Putting Liberalism in Its Place
Princeton University Press, 2009 M01 10 - 336 páginas
In this wide-ranging interdisciplinary work, Paul W. Kahn argues that political order is founded not on contract but on sacrifice. Because liberalism is blind to sacrifice, it is unable to explain how the modern state has brought us to both the rule of law and the edge of nuclear annihilation. We can understand this modern condition only by recognizing that any political community, even a liberal one, is bound together by faith, love, and identity.
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More importantly, we will not understand the way in which the nation-state presents itself to the citizen as an ultimate value, that is, one for which the citizen may be asked to sacrifice his or her life. Liberal thought, as well as ...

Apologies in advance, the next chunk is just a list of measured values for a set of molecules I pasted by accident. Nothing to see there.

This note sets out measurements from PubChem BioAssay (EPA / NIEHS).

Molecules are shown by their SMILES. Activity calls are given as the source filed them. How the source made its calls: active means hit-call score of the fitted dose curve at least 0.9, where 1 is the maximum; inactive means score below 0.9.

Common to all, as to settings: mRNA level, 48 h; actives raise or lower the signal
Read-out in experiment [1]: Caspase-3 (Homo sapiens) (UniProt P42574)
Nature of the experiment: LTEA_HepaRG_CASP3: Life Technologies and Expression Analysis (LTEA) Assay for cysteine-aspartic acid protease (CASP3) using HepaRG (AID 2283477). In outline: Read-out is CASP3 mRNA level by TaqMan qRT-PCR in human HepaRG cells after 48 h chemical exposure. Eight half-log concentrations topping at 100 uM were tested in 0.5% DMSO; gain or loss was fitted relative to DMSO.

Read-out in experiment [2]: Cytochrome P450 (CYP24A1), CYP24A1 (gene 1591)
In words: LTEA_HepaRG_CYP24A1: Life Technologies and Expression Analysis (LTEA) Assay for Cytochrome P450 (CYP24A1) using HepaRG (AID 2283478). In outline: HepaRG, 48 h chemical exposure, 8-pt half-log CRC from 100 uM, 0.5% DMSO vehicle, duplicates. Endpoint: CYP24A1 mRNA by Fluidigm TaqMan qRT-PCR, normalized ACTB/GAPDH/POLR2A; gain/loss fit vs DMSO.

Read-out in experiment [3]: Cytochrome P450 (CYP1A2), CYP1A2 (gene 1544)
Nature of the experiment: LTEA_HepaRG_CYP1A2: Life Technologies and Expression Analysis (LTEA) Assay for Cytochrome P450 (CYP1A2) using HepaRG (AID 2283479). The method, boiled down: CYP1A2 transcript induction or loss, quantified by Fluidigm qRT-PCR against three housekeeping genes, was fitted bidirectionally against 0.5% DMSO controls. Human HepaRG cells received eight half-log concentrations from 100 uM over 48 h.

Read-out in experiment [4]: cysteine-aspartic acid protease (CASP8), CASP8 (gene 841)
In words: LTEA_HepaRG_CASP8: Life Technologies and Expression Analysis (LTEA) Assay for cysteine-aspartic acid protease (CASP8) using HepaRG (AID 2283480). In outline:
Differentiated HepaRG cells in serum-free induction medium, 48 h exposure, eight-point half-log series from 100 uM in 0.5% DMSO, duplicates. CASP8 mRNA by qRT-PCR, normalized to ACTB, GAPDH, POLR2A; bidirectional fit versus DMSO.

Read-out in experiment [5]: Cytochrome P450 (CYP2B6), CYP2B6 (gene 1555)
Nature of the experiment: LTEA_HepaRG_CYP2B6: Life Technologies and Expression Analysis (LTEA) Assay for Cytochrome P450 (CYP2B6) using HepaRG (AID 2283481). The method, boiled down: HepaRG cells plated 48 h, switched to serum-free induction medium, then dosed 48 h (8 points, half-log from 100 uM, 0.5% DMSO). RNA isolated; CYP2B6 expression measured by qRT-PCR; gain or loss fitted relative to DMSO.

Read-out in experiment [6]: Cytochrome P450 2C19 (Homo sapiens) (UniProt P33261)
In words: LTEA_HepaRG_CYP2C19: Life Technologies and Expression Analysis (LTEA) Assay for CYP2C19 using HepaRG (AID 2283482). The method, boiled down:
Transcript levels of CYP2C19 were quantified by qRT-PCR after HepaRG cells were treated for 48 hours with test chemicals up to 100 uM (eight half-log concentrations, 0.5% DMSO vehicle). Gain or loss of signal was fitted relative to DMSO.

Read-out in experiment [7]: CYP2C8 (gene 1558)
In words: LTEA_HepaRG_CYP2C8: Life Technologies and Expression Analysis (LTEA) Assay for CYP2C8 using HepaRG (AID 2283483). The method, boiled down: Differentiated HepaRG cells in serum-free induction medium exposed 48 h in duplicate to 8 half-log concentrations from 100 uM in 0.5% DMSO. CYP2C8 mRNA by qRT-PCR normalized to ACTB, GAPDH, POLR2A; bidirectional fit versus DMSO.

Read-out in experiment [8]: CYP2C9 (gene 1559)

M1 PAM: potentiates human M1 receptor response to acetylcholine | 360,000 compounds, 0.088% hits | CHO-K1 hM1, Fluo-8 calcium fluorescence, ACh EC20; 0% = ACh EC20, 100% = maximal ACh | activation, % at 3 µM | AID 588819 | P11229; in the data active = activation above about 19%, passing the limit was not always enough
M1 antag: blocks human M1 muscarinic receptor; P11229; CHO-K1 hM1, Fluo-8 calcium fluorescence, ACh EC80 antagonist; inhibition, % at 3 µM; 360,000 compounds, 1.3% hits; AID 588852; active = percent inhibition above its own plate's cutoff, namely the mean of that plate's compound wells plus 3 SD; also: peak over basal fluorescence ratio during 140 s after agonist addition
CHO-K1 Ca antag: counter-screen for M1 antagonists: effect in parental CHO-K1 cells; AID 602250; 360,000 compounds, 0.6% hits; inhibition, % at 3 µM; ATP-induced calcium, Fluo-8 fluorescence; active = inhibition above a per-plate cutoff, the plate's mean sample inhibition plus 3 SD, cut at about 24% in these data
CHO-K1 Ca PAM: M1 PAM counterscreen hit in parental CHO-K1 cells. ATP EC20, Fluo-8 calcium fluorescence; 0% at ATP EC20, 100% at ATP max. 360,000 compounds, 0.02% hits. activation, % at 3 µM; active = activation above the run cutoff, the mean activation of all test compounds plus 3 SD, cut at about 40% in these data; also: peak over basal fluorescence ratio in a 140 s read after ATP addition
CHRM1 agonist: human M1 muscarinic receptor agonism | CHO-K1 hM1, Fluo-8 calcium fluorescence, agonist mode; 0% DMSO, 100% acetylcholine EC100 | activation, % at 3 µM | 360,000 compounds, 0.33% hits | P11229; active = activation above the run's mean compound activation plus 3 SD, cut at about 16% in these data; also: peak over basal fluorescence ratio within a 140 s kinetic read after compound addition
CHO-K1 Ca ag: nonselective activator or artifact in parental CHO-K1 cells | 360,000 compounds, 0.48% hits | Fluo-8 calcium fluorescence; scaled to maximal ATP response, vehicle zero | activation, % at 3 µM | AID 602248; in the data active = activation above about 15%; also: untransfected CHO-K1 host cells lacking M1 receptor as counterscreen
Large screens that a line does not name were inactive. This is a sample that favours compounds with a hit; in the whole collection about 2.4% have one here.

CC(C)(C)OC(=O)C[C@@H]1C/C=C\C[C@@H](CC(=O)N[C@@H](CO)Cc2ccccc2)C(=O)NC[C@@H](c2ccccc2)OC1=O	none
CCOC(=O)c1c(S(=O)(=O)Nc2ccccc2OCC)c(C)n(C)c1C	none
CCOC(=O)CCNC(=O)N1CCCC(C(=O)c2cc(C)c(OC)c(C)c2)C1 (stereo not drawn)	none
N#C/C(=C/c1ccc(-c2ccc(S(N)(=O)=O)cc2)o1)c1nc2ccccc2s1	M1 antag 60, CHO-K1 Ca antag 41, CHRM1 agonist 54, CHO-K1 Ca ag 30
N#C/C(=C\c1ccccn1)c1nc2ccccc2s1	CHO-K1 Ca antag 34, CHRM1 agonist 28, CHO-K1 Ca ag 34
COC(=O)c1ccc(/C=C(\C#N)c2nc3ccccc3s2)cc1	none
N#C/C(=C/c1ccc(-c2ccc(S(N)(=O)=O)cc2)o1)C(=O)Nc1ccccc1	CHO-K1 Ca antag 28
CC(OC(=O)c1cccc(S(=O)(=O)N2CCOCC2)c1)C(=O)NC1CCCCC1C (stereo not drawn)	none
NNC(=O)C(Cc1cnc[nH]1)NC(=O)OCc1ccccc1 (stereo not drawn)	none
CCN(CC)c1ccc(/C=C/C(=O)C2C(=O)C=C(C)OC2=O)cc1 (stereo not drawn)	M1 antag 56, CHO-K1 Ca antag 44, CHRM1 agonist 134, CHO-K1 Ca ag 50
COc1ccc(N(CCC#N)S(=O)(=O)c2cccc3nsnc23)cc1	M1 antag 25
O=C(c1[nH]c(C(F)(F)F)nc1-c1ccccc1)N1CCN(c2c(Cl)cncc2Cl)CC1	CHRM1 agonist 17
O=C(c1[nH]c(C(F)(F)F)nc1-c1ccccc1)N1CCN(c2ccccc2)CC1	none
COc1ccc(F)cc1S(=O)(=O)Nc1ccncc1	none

This is the will as a capacity to experience an ultimate or transcendent value as an historical experience in the world. Neither reason nor interest provides access to a world that shows itself as an image and product of the divine.
The state makes a claim upon us that we perceive as one of ultimate meaning. Quite literally, we can be conscripted by the state: it can demand of us that we sacrifice the self for the maintenance of the political community.
This chapter also traces the way in which American liberalism has had to maintain an awkward relationship with an experience of our politics as a source of ultimate value. Liberalism has served as a kind of creed.
The political rhetoric of sovereignty and sacrifice, the idea that political identity offers a source of ultimate meaning, is a language that no longer speaks to the condition of many citizens. The rule of law does, but this is law ...
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